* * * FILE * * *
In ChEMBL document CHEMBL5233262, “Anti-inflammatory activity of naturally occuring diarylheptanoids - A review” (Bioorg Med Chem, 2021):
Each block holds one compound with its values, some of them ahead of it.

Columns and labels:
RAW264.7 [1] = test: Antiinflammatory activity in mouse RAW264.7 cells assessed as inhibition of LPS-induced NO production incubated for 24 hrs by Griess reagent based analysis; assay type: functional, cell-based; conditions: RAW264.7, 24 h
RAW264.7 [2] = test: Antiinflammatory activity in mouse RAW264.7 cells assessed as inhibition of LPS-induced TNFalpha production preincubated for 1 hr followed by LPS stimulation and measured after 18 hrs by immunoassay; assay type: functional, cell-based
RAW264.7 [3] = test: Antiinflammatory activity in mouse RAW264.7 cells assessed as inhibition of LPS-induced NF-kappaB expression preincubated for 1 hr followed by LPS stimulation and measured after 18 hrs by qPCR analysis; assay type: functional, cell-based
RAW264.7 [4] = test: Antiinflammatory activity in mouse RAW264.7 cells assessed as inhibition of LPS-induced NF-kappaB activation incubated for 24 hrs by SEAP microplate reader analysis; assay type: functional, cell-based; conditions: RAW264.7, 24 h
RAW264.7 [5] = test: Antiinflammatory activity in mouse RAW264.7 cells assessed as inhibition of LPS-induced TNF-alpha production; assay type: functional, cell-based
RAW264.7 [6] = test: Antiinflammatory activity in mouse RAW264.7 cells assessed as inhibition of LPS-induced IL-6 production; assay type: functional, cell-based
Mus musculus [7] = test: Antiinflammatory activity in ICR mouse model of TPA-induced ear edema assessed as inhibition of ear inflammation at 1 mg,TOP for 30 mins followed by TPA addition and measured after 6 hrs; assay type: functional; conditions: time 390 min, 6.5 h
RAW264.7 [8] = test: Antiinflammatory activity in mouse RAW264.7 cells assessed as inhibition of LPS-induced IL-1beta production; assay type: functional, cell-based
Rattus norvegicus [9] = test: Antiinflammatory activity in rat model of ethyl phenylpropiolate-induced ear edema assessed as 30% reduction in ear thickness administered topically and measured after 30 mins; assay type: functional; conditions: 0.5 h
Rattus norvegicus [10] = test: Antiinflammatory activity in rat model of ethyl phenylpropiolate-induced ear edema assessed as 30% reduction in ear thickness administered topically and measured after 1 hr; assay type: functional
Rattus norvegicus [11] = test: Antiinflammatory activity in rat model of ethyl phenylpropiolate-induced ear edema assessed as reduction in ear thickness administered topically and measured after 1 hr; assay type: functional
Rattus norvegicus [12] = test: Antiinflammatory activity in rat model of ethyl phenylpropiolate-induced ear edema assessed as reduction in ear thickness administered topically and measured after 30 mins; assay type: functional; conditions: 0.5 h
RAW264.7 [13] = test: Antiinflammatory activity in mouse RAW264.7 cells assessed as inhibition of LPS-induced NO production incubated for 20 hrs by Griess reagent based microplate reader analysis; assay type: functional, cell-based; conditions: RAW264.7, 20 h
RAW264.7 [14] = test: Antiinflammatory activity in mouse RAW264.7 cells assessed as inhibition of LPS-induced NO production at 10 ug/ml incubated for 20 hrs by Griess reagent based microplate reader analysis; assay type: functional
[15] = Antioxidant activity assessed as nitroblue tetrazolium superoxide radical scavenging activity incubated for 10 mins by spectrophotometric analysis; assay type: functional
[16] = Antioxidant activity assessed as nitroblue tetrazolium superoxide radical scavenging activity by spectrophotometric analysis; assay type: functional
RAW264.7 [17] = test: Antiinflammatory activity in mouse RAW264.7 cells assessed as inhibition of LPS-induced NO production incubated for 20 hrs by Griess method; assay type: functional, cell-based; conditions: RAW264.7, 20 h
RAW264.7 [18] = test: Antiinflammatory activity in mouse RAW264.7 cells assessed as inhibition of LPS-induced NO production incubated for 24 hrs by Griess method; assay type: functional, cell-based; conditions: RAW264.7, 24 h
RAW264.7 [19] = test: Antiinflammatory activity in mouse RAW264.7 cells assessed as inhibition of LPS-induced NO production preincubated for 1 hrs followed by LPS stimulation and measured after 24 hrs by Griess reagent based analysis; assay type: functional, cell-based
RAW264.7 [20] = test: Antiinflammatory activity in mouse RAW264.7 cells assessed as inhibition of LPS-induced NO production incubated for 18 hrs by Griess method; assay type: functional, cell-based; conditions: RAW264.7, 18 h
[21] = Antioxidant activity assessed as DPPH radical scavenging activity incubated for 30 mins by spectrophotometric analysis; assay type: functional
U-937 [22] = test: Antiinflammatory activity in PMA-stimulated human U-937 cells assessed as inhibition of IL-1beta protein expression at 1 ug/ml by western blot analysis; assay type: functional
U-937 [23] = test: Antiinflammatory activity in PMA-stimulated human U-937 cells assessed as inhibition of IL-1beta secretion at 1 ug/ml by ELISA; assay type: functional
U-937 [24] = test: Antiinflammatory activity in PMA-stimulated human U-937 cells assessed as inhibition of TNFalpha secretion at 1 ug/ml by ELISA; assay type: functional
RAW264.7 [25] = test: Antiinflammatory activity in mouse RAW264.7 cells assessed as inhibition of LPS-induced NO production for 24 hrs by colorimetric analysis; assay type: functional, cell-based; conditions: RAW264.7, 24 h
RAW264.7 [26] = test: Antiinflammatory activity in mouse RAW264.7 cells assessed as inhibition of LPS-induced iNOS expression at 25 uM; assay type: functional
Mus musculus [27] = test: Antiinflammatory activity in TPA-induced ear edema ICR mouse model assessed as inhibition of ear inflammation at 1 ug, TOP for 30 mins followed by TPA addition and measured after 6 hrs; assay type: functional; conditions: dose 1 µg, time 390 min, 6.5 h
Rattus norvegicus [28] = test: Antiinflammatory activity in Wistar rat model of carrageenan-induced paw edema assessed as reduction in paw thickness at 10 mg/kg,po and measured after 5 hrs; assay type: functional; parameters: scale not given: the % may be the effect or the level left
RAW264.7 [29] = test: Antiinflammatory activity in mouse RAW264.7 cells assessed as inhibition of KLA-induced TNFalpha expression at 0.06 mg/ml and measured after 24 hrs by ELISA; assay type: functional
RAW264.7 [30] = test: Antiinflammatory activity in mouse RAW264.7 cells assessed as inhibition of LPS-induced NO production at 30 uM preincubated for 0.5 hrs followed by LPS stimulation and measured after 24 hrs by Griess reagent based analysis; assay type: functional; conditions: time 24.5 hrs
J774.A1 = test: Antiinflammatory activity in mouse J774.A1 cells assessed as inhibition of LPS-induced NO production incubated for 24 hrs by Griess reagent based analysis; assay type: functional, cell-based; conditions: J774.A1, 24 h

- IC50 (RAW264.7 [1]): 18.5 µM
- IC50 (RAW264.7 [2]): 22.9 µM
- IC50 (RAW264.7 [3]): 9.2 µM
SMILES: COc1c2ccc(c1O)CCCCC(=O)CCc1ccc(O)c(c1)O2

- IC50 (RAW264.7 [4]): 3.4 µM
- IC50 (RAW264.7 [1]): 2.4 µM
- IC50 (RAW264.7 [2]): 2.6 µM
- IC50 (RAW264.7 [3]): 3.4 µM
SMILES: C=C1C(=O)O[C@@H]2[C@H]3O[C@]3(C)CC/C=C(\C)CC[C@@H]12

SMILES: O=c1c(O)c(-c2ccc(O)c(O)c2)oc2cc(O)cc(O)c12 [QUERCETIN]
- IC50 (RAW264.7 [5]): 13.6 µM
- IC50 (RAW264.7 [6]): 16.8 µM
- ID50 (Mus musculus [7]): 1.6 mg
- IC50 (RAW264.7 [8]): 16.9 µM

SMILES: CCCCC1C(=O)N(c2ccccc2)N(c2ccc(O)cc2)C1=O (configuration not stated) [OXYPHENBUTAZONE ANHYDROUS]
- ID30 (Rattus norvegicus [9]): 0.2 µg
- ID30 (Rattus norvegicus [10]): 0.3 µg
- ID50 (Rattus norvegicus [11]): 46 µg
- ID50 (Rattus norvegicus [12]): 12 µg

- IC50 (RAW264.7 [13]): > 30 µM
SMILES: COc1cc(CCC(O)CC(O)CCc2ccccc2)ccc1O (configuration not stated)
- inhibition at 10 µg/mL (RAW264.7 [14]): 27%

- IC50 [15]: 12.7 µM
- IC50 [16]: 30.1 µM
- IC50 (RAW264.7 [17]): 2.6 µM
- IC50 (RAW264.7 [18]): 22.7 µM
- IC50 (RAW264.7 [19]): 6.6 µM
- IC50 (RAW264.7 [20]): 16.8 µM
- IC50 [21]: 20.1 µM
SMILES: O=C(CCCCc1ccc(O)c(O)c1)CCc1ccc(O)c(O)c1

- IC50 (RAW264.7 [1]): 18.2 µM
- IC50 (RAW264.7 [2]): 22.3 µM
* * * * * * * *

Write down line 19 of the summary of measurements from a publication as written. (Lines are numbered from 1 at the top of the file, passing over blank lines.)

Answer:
[16] = Antioxidant activity assessed as nitroblue tetrazolium superoxide radical scavenging activity by spectrophotometric analysis; assay type: functional